Ticket costs make train travel ‘rich man’s toy’

RAIL fares are now so expensive the system has become a “rich man’s toy”, Transport Secretary Philip Hammond has told MPs.

Giving evidence to the Commons Transport Committee, Mr Hammond said some of the ticket prices on routes like the west coast main line were “eye-wateringly expensive”.

But while he acknowledged that rail users had “significantly higher” average incomes than the population as a whole, he insisted it was right to invest in the network because of the wider economic benefits it brought.

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“Uncomfortable fact number one is that the railway is already relatively a rich man’s toy,” he said.

People who use the railway on average have significantly higher incomes than the population as a whole – simple fact.”

He described ticket prices on the west coast main line as ranging from “eye-wateringly expensive to really quite reasonable if you dig around and use the advance purchasing ticket options that are available”.

However, he insisted that even people who could not afford to travel by train would still benefit from projects such as the planned HS2 high-speed rail link between London and the north of England.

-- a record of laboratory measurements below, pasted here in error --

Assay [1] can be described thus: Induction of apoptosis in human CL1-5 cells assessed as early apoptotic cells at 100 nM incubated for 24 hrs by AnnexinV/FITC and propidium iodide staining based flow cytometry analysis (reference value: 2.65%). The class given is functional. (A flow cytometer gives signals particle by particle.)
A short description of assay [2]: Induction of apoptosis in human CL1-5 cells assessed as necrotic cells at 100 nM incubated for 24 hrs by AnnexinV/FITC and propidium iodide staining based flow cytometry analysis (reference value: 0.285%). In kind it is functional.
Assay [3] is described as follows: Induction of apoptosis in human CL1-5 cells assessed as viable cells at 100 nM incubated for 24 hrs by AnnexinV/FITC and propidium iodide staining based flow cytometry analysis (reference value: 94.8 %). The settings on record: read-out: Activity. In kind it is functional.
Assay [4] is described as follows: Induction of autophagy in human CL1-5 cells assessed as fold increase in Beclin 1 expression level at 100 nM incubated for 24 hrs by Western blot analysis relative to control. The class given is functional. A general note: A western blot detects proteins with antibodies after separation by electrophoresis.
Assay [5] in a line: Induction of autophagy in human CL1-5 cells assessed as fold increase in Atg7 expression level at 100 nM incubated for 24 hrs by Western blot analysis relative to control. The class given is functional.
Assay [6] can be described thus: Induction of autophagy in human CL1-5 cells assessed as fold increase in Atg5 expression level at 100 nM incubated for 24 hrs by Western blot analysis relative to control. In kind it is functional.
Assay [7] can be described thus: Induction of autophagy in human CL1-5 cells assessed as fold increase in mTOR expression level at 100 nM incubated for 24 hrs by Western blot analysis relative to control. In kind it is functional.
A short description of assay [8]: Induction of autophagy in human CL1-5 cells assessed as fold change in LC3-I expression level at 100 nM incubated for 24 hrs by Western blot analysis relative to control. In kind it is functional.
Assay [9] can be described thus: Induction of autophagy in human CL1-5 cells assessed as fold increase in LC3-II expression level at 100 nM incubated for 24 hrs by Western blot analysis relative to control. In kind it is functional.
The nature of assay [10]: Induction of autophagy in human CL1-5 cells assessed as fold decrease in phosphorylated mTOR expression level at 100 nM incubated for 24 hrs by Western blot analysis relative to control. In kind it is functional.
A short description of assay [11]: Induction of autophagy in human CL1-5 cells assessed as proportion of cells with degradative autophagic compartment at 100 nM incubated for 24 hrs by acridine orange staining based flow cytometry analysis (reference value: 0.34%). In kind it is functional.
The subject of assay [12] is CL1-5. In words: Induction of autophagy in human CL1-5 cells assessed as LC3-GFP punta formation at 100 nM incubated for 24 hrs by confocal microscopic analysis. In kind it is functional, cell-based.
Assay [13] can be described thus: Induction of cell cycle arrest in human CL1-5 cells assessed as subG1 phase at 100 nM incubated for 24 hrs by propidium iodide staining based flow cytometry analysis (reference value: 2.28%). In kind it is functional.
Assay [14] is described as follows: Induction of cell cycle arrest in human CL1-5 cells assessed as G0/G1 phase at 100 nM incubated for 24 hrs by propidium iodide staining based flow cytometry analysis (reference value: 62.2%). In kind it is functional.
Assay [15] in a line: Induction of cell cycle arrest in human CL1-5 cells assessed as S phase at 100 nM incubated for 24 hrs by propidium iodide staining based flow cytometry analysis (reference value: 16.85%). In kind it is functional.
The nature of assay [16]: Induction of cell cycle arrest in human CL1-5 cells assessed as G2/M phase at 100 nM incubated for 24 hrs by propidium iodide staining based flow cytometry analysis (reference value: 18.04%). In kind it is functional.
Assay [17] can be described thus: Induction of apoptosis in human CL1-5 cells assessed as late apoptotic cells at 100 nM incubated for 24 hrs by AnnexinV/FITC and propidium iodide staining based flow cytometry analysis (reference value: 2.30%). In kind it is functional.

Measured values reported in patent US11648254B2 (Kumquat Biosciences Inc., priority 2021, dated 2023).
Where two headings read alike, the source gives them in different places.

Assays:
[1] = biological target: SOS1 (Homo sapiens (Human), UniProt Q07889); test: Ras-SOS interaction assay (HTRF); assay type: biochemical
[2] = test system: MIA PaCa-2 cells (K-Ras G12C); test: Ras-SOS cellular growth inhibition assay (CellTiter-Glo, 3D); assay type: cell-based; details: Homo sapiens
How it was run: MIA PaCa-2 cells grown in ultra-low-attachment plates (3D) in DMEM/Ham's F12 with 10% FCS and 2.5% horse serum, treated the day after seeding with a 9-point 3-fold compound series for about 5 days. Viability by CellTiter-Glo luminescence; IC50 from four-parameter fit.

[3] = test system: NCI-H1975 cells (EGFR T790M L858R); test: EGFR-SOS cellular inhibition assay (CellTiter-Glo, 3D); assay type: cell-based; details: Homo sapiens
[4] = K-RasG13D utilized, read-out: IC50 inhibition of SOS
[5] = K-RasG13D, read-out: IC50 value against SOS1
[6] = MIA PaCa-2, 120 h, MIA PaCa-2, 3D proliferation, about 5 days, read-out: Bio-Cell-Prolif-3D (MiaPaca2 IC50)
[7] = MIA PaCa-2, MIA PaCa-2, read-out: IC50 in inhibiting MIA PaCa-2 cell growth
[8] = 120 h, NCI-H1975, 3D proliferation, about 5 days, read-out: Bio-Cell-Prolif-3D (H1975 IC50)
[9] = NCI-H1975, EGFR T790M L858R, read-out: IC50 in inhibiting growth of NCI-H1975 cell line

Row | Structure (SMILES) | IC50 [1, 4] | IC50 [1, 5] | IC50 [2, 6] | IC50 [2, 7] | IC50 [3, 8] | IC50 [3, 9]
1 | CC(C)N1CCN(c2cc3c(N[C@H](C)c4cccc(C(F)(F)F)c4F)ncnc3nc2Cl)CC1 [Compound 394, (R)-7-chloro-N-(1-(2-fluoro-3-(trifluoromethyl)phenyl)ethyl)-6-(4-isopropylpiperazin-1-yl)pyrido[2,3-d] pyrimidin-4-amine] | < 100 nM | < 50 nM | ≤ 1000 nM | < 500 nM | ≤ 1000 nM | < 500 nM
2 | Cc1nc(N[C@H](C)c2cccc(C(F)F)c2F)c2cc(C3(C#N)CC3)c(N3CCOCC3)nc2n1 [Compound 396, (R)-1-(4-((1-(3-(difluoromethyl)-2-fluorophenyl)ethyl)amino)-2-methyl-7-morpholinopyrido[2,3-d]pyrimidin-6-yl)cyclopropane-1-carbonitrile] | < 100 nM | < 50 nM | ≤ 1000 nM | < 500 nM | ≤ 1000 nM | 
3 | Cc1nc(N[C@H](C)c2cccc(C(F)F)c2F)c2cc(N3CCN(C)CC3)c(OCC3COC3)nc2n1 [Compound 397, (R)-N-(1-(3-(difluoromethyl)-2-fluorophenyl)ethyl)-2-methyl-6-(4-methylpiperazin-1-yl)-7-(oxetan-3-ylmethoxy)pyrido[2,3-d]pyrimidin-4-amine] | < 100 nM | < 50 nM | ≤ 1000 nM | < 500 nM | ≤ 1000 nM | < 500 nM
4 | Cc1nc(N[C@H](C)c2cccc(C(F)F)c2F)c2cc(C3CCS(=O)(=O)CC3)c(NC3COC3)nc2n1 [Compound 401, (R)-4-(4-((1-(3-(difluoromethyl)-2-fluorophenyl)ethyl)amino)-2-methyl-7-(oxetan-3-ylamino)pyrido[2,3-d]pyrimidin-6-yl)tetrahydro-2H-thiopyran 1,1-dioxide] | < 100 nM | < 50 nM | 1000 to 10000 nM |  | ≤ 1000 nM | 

“If you are working in a factory in Manchester you might never get on HS2 but you would certainly be benefiting from it if the sales director from your company is routinely hopping on it to jet round the world from Heathrow in a way that brings in orders that keep you employed,” he said.

Stephen Joseph, chief executive of the Campaign for Better Transport said: “Philip Hammond’s description of rail fares as ‘eye-watering’ must lead the minister to reconsider the steep fare rises currently planned by government.

“Far from being simply ‘a rich man’s toy’, trains are also vital for many of those on more moderate incomes who need to get to work.”